In Response: Dialogues with RealTime is presented as part of UNSW Library’s Exhibitions Program. The exhibition is co-curated by Dr. Erin Brannigan (Senior Lecturer SAM) and the artists in consultation with Jackson Mann, (Curator, Special Collections and Exhibitions, UNSW Library), RealTime founders and editors, Virginia Baxter and Keith Gallasch, and fellow RealTime Guardians, Dr. Caroline Wake and Gail Priest. The curators thank the RealTime team for their practical support of the project.
The RealTime Archive is a collaboration between Open City Inc., National Library of Australia, the School of the Arts and Media, UNSW and UNSW Library.
Open City, the publisher of RealTime, has been supported by the Australian Government through the Australia Council, its arts funding body, and by the Visual Arts and Craft Strategy (VACS), an initiative of the Australian, State and Territory Governments.
Interviews by Erin Brannigan with Martin del Amo, Vicki Van Hout and Branch Nebula (and part of exhibition catalogue and the read reviews from RealTime that are a feature of the exhibition) can be found at Arts and Social Science Repository, UNSW.
Images (top to bottom): In Response flier; Martin del Amo performs; audience for Martin Del Amo; Branch Nebula in conversation with each other and their audience (left on chairs Mirabelle Wouters & right Lee Wilson); audience for Branch Nebula write impressions of their work on gallery walls (at Branch Nebula’s request).
Dancing Sydney : Dance in the City
resilient creative practices and tactical artistic networks
CREATIVE WORKS devised and facilitated by Julie-Anne Long
The aims and significance of this multimodal creative research program will be to: contribute to contemporary understandings of the relationship between dance, sustainability and the city, through innovative models for curating and producing artistic practice; draw attention to the resilient work practices of the independent dance sector and the strength of its community networks, as unique self-organising systems, adapting and repositioning in times of crisis; contributenew knowledge of creative methods and performance through multimodal understandings of how to nurture and sustain dance practices; increase the visibility of ephemeral time-based dance processes and products in a city where the labour of dance often slips away between performances and events; promote meaningful discussion for artists, policy makers and future researchers that will address critical issues and develop strategies for innovative dance practice, to contribute to the maintenance of a vibrantly diverse culture, at a local, national and international level.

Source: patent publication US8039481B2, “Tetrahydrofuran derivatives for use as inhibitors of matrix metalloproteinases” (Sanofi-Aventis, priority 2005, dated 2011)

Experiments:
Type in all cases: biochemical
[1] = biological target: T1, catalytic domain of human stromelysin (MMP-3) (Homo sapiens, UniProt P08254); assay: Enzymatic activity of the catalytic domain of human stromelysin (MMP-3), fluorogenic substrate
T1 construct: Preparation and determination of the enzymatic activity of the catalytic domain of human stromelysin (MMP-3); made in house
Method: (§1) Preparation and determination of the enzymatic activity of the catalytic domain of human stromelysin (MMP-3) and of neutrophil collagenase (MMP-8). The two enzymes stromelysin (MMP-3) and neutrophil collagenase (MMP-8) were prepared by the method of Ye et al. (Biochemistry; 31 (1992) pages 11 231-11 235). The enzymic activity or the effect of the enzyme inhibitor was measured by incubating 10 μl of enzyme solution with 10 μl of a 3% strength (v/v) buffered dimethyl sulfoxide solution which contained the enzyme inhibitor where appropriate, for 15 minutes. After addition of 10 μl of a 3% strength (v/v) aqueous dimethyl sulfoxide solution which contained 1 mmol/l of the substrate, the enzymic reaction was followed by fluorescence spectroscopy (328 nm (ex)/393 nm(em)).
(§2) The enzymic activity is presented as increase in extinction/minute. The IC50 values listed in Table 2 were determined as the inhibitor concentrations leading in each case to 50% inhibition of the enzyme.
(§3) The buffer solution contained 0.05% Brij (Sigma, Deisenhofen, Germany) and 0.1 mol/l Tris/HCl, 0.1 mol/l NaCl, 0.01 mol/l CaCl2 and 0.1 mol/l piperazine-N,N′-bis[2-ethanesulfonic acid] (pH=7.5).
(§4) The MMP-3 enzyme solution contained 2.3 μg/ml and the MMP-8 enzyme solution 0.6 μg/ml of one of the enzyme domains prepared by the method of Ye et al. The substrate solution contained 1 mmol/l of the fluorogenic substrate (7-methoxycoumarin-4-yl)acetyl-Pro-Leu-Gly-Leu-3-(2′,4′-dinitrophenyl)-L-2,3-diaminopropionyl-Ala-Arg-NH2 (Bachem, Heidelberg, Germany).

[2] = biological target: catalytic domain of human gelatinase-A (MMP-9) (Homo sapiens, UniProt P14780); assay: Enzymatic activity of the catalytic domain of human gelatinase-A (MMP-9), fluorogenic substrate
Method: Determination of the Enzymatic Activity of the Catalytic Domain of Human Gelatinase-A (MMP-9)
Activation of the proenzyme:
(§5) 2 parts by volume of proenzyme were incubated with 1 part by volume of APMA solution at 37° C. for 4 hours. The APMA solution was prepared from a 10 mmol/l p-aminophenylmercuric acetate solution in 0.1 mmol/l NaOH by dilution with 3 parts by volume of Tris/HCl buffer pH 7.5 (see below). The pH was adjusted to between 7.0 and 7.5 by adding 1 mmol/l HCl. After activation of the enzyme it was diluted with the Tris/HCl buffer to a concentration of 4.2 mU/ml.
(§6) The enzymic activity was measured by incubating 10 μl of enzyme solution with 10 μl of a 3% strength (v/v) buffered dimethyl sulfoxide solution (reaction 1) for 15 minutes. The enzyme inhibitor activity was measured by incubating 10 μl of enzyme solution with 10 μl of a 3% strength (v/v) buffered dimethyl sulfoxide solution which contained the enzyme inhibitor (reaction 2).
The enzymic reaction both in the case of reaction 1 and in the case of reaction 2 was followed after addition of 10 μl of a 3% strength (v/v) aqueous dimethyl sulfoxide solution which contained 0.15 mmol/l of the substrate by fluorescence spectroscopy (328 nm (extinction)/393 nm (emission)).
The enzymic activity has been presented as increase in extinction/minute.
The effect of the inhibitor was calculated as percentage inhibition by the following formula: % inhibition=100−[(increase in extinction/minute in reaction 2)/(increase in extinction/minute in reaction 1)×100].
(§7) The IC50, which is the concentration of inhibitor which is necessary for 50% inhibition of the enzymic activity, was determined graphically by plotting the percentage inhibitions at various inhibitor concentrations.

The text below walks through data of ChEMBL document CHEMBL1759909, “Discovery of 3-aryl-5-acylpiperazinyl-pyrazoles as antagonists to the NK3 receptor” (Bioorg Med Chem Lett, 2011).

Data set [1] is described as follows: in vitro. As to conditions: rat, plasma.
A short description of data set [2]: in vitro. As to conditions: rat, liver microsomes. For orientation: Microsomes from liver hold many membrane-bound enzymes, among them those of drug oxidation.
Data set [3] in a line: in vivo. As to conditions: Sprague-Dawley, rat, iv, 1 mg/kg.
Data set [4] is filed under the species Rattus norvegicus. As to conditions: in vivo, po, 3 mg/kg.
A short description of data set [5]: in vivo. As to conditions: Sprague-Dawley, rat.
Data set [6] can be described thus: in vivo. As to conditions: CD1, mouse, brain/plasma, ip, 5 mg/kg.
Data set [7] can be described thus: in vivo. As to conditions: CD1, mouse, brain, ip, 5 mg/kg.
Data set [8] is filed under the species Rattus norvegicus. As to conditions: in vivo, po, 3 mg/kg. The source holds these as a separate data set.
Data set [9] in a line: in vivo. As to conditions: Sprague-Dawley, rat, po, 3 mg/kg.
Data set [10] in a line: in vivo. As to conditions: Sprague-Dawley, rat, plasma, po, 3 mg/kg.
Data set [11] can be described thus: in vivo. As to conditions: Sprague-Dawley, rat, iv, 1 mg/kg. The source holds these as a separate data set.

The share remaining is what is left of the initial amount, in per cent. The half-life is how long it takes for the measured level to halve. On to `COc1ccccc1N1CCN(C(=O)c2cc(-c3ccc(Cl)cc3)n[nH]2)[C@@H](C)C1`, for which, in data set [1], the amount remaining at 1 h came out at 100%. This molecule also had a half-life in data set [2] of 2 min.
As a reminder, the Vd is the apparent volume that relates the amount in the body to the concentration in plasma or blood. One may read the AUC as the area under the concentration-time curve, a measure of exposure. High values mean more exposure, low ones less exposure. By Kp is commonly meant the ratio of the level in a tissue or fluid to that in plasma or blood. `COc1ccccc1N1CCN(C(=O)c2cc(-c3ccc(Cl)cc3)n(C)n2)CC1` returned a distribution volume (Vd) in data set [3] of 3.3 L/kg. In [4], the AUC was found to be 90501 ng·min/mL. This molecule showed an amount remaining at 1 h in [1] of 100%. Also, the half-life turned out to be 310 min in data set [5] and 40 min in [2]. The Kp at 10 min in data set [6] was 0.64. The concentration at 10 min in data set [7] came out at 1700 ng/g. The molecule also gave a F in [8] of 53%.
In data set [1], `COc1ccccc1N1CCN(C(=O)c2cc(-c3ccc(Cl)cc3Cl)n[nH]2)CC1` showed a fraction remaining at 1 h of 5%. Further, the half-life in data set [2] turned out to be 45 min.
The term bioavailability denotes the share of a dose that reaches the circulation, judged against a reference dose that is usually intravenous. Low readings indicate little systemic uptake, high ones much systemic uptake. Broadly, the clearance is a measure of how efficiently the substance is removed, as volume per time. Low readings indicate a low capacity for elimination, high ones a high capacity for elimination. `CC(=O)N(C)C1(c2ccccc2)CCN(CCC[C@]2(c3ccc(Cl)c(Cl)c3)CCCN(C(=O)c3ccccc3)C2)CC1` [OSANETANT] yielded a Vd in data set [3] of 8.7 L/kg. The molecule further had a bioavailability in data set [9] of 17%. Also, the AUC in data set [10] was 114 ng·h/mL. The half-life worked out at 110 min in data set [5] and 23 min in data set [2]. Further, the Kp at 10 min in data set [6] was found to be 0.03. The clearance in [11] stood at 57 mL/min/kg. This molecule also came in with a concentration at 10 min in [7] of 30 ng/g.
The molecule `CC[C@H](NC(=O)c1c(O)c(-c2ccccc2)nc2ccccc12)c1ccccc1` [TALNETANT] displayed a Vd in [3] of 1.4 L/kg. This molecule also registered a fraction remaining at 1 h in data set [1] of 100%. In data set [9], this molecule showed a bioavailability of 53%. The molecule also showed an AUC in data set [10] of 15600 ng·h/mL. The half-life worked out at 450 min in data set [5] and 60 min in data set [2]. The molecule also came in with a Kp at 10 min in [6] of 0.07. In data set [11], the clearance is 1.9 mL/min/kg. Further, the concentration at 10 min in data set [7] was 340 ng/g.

The Creative Works Program consists of two projects planned for 2020-2022: a public participatory performance event, Project Workspace; a large-scale film installation, Trouble: a place in time. These creative projects directly address the major themes of the research: place/space, visibility/invisibility, mapping, community, independence, sustainability, art and labour.
2020: Project Workspace (Lost Weekend)
curated large-scale performance event; resilient creative practices and tactical artistic networks (mapping, community, independence, sustainability, art and labour)
Over the length of a long weekend, from late afternoon Friday until sundown on Sunday, clusters of artists inhabit a space to expose the perennial processes of dance practice. This will provide opportunities for communication of those processes of dance-making to a general audience, revealing altruistic behaviours and creating a space/place for developing relationships with other artists and organizations. This weekend challenges accepted notions of art practice and work for both artists and audience participants. An assumption is often made that ‘real work’ happens ‘on the floor’ in the dance studio. A dance-making process interrupted by periods of seemingly unproductive time (as a result of deficient funding or limited employment) gives the appearance that the artist is inactive during periods when no visible creative outcomes are produced. Project Workspace (Lost Weekend) reveals that these periods of ‘non-productivity’ can be extremely important in maintaining a practice and developing possibilities for future activity. This is enhanced if artists have access to places where face-to-face connections can be made. The weekend includes visceral evidence of dancers working, dancing, talking, rehearsing and training; a long table of multiple computers where artists will be writing grant applications and undertaking research; the smell of coffee; and a conveyor belt of dance ephemera, including bodies as archives.